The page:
This review was originally posted on AutoCar NZ.

Double cab utes might dominate the Kiwi market but there is still demand for a more workhorse oriented vehicle such as the single-cab chassis Isuzu D-Max 4x4.

It’s been eight years since I last drove a single-cab D-Max which is absolutely the fleet and rural focused workhorse of the Isuzu New Zealand ute line-up, so it was interesting to see what refinements have been made in that time.

While the basic engine block remains the same, there have been huge advances in power, torque and fuel efficiency, and as Isuzu Motors is continually improving and developing the D-Max line up it has also upgraded many of the safety and convenience features, to better suit its intended market.

But, just because a vehicle has to be tough and durable to be fit for its intended purpose, doesn’t mean it needs to be spartan and unattractive.

It is fair to say that Isuzu ute customers are looking for a comfortable workhorse which will provide longevity and few mechanical issues. They like a few nice touches but are not necessarily focused on the latest and greatest in driver assistance features offered by other brands.

Our test vehicle arrived in the fetching shade of Obsidian Grey which contrasted nicely with the factory-standard 16-inch steel wheels, and the Isuzu-branded steel and marine plywood ute deck which is made by a local supplier to factory specifications.

It’s a sturdily-built deck which will accommodate two-full Kiwi (Chep) wooden pallets or four of the smaller European size pallets which are becoming more commonly used in the freight and logistics sector. The deck offers plenty of tie down rails to secure loads using webbing strops with hooks and a belt tensioner.

Inside the cabin occupants will find a pair of comfortable cloth upholstered seats, and the back of both seats can be tilted forward allowing for small bags, rain coats and other such items to be safely stored away.

There is more storage offered in the twin-glove boxes, one of which has a USB power connection. The D-Max single cab also comes equipped with a touchscreen for audio, Bluetooth telephony, and the reversing camera screen.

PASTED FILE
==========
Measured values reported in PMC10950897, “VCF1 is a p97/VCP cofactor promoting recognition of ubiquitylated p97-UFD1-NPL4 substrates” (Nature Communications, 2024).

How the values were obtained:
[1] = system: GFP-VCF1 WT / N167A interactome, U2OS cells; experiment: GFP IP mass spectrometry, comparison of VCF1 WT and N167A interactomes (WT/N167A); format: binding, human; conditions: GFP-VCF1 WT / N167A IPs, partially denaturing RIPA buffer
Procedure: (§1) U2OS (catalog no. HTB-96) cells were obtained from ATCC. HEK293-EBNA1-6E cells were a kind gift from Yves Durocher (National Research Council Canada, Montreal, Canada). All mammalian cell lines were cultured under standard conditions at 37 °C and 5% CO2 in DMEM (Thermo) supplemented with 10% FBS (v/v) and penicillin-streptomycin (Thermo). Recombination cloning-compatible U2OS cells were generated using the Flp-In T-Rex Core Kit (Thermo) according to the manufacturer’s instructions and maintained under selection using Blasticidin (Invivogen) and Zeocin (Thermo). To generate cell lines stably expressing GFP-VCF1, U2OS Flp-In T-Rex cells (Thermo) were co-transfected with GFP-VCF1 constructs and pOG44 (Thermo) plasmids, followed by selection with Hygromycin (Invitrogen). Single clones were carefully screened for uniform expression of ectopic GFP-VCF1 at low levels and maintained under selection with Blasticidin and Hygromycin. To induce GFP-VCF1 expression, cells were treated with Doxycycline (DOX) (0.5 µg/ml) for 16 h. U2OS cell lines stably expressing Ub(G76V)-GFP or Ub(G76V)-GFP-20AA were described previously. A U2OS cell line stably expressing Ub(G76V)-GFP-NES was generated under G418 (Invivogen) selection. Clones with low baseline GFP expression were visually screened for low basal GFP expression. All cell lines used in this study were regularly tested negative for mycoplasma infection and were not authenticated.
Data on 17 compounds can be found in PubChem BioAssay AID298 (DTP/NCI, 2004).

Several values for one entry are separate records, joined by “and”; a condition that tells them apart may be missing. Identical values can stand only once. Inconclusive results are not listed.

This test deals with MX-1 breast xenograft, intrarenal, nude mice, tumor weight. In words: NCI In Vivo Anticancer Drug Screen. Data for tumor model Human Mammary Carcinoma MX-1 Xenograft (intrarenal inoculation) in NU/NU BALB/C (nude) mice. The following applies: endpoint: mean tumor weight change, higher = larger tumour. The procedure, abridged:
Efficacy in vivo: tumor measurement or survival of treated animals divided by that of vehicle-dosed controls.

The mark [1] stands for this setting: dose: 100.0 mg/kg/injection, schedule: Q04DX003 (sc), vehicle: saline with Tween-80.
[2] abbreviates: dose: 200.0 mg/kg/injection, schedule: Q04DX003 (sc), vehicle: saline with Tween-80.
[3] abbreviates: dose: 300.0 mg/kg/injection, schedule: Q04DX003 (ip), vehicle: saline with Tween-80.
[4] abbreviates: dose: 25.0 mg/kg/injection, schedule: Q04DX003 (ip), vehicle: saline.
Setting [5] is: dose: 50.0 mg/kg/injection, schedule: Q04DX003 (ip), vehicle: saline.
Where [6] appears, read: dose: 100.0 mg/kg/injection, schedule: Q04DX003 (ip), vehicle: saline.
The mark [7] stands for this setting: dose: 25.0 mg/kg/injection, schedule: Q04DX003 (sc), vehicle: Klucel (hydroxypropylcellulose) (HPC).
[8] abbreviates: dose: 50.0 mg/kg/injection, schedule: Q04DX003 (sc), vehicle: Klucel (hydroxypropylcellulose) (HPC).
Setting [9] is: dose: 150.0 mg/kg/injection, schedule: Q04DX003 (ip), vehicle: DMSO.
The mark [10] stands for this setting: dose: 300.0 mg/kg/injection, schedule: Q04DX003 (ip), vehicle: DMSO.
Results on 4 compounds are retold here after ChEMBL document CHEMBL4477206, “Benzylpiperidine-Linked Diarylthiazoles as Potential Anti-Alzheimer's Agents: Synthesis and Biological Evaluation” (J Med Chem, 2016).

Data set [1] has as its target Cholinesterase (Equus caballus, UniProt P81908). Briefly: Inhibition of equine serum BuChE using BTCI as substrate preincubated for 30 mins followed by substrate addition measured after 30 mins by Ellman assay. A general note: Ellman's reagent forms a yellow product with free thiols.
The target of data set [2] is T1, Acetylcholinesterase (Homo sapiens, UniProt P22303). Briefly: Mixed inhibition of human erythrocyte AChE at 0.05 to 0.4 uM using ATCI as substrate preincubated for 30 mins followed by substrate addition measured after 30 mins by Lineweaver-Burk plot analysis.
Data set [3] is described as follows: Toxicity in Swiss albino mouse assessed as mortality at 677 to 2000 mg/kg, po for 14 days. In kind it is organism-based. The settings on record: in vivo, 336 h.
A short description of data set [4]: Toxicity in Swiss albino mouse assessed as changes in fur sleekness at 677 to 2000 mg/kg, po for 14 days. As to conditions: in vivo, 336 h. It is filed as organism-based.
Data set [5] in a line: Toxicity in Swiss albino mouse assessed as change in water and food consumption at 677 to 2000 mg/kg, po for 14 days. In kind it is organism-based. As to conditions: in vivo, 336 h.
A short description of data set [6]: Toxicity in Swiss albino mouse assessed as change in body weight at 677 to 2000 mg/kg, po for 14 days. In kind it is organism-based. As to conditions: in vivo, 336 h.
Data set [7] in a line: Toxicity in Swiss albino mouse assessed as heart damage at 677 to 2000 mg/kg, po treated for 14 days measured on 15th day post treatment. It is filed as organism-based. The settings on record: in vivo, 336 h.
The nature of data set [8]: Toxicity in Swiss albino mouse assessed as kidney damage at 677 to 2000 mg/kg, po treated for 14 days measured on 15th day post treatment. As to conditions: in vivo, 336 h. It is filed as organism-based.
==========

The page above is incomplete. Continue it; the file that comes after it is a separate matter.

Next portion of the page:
Manual air-conditioning, cruise-control, twin cup-holders, and remote controls on the leather-bound stereo for the air and audio are all useful and practical features.

The cab also has easily-wiped-clean vinyl flooring and Isuzu New Zealand had kitted out the vehicle on test with a pair of deep dished rubber mats for the very reasonable price of $90.

The D-Max single cab 4x4 automatic retails for $46,390 including GST. As well as the accessory rubber mats, our test vehicle was fitted with a bonnet protector for $281.75, a tow bar package was $1436.35, and the flat deck ute body was $4715, which brought the on road price to $52,913.25.

It shares the same 3-litre Isuzu 4JJ1 four-cylinder inline turbo diesel engine, and six-speed automatic transmission as it’s double cab and space cab siblings, but because the single cab has less tare weight to lug around, it’s a very responsive performer, particularly when unladen.

Driver’s can shift into high-ratio four-wheel-drive on the fly up to 100km/h per hour, however for low-ratio four-wheel-drive, the vehicle needs to be stationary and the gear selector placed in neutral before switching the rotary dial on the console near the handbrake to 4L, and then re-engaging D for drive.

For those people who venture off-road regularly the LX single cab 4x4 offers a front departure angle of 29.4 degrees, a rear departure angle of 27.4 degrees, and a ramp over angle of 49 degrees.

As for the rest of the D-Max range, the towing capacity (braked) is 3500kg , but the LX single cab/chassis provides a total load capacity of 1275kg in the bed of the flat deck.

This workhorse offers many safety features found in its more expensive siblings, which is probably just as well in the current health and safety focussed workplace environment in which such vehicles now operate.

The D-Max LX single cab/chassis has six airbags including dual front, side impact and curtain airbags, electronic stability control, hill start assist, hill descent control, and there are side intrusion bars in both of the doors.

Driving along the motorway we noticed there is a bit of wind noise generated by the decks cab protector, but given that the LX is a workhorse rather than a family vehicle and is being driven for work purposes, the level of noise is not that significant and won’t bother most people.

Amongst a sea of high-end utes, it’s nice to drive an old-school working vehicle which makes no pretence about its purpose. The LX single-cab 4x4 will become a trusted and valued work mate for buyers who prefer function over form.